There was no exact translation into any human tongue, so far as Valya knew, although the phrase could clumsily be reduced to “the path to a place of lost love.” It was a quote from one of the few great poems to be remembered through the oral traditions of the Dalish and the alienages, and it described a wistful wish for beauty that one had never actually experienced in life. It was a sweetly painful sensation, akin to nostalgia but laced with greater bitterness, for a nostalgic man remembers the pleasure he has lost, whereas one experiencing *lathbora viran* longs for a thing that he can never really know.

"Under the blackberry vines, I felt it," Valya muttered under her breath. That was how the poem opened: with the musky fragrance of ripening blackberries, bitter and sweet, and a wish to remember the long-lost scents of Arlathan.

The poem itself was *lathbora viran*, because no elf she’d ever met remembered it in the original Elvish. The elves had a few fragmented words and the skeleton of the story, but the poem itself had been haltingly re-created in human tongues. No alienage elves knew enough of their own history or mother language to recall their civilization’s lost works of art. They didn’t even know the original title. “Under the Blackberry Vines,” it was called, because no one knew the true name anymore.


- Dragon Age: Last Flight, Liane Merciel, pg 24-25


I just loved this passage, but especially because of Merrill and Carver’s dialogue in DA2:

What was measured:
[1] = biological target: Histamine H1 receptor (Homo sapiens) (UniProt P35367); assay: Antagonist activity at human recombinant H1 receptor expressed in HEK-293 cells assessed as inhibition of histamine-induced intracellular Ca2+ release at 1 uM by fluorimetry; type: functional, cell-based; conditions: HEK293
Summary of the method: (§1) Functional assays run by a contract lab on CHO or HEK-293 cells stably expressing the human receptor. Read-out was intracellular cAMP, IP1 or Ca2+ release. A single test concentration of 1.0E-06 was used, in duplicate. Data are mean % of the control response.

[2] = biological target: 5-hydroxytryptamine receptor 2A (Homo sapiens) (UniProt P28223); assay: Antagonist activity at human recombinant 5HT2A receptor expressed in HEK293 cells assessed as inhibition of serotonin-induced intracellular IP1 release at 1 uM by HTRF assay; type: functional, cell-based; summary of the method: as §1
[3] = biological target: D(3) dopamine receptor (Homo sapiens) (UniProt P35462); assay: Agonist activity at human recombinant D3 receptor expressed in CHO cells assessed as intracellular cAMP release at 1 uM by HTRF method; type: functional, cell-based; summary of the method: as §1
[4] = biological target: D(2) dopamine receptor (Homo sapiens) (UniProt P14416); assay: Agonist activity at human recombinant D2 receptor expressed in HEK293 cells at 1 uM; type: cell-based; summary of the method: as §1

Merrill: Do you miss it? Ferelden, I mean.
Carver: Sometimes.
Merrill: Blackberries. They don’t seem to grow here. And there were little song birds with black caps on their heads.
Carver: I sort of miss the dogs barking.
Merrill: Yes… It’s been mostly humans barking at me here. Not nearly as cute.

Maybe it’s just coincidence that Merrill brings up blackberries. Or maybe not. I do love that she thinks of them as she’s trying to relate to Carver about him missing his homeland — especially given that for elves, blackberries are apparently associated with missing something you never truly knew, a place that only exists in the ache in your heart.

"And while Oliver’s final thought was of Felicity (Emily Bett Rickards) before he fell, his Girl Friday will continue to grow closer to Ray Palmer (Brandon Routh) while he’s gone. “For Felicity it really becomes a difficult choice between these two men who are both in love with her, who in a way she has strong feelings for,” teased executive producer Andrew Kreisberg. “A lot of the back half of the year is her trying to figure out who [she should be with].”

Just don’t expect Felicity to rush into anything with Ray while she’s still mourning Oliver. According to Routh, although their connection deepens in upcoming episodes, “They’re feeling each other out a little bit more — she certainly knows more about him and his history and background and why he’s doing what he’s doing. He’s hesitant to jump into the relationship, because I don’t think he realized that a relationship was happening — he was just so involved in everything and she’s cool and then ‘oh wow, this is happening’ … Ray will challenge her and ask her to be a part of his mission, and she has to decide whether she’s going to help someone else go off and kill themselves potentially as well.”